Parasitic, fungal, bacterial and other viral infections are frequently reported alongside cases of CEV and are often initially mistaken for the cause of unusual behaviour or mortality. These secondary infections suggest that carp with CEV are immunocompromised (as with Koi Herpes Virus). Other factors such as poor health and condition of the fish, as well as poor water quality largely influence the severity of secondary infections.
Under more normal circumstances, at lower stocking rates and in better water quality, carp mortality from CEV may be relatively low. In fact, there is some evidence to suggest that the well-documented Spring Carp Mortality Syndrome (SCMS) – which affected many English carp fisheries in the 1980s and 1990s by causing high-profile but low-level mortalities – may have actually been caused by CEV. Indeed, CEV-like viral DNA has been extracted from historical samples of fish whose deaths were attributed to SCMS.
Koi breeders have routinely used salt baths (0.5%) to manage CEV symptoms. Whilst salt baths reduce stress levels and slow down the spread of the virus, it does not cure it. As with other notable carp diseases such as KHV and SVC, there is no cure or vaccine available for Carp Edema Virus.
As this is a relatively new disease among wild (non-farmed) populations, there are still many unknowns surrounding Carp Edema Virus. Poxviruses like CEV are most commonly transmitted by direct fish-to-fish contact, via contaminated materials/substances or by arthropod vectors such as fish lice. Water is likely to be the main abiotic (non-living) vector for transmission especially as viruses are likely to be released by detachment from the gills. Bird-eating species such as herons and cormorants may be able to carry the virus to other water bodies but again this is unclear at the present time.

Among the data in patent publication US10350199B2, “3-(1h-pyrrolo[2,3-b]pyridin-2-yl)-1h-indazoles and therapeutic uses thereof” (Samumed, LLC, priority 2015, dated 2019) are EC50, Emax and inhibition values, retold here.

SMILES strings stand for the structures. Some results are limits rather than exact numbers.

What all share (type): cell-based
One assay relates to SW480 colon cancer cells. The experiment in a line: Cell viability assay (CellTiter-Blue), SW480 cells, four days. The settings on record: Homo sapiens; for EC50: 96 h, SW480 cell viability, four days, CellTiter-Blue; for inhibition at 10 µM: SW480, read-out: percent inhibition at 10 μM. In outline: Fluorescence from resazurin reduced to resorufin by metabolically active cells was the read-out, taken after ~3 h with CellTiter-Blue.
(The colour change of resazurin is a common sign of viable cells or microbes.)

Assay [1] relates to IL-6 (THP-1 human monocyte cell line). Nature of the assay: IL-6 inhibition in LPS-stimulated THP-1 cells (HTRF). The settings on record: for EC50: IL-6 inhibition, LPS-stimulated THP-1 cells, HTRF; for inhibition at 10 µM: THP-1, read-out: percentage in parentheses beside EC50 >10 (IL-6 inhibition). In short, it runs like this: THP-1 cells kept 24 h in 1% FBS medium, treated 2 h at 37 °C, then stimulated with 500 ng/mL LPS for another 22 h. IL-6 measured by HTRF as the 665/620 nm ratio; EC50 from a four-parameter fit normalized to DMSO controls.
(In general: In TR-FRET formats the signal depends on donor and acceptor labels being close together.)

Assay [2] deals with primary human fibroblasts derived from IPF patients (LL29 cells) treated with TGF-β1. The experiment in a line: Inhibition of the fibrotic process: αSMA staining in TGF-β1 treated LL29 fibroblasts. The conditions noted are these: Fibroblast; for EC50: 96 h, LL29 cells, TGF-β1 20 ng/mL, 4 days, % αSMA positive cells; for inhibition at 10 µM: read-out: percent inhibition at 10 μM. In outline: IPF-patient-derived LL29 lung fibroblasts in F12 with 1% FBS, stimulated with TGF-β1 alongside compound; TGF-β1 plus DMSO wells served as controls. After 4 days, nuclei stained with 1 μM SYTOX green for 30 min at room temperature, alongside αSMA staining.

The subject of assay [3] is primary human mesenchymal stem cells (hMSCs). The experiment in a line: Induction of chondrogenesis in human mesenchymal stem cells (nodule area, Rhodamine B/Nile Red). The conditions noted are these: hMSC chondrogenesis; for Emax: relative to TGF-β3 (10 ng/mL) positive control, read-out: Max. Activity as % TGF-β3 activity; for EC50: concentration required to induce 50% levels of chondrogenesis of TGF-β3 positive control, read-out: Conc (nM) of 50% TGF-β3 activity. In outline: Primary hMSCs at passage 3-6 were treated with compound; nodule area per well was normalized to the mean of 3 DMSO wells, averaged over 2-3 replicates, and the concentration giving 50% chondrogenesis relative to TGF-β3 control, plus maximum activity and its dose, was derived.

There is also a current lack of knowledge with regards the role of other fish species as carriers or vectors for the virus. CEV has not been described in any other fish species to date apart from carp and it is as yet unknown whether other cyprinid (carp family) species such as tench, rudd, bream etc. can serve as a host for the virus. Although not infected themselves, it is known that other fish species can be carriers for different viruses such as KHV.
The transfer of the virus from infected carp to other naïve (uninfected) carp is also poorly understood at present. Experimental studies have confirmed that transmission can occur within 6 hours (koi to common carp) and clinical signs of infection can be visible within 3-7 days. Mortalities are recorded as occurring within as little as five days. More recently, a German study demonstrated that certain common carp strains appear to have greater natural resistance to CEV than others, with some not contracting the infection at all.
Latency (the amount of time a virus can lay dormant in a host) has not been well described to date in poxviruses in general and there is some indication that carp surviving CEV outbreaks may cease to act as carriers after a certain period. In one particular study (Adamek et al., 2017 ) CEV-surviving carp did not develop persistent sub-clinical infections and did not pass on the virus to uninfected carp during subsequent testing. On the contrary, another experiment to assess the transmission of the virus following a CEV outbreak found that all new carp stocked one year later alongside CEV-survivors died. Transmission and pathogenicity of CEV may depend largely on the stress levels and health of the individual fish/population, as well as their genetics. Clearly more study is needed.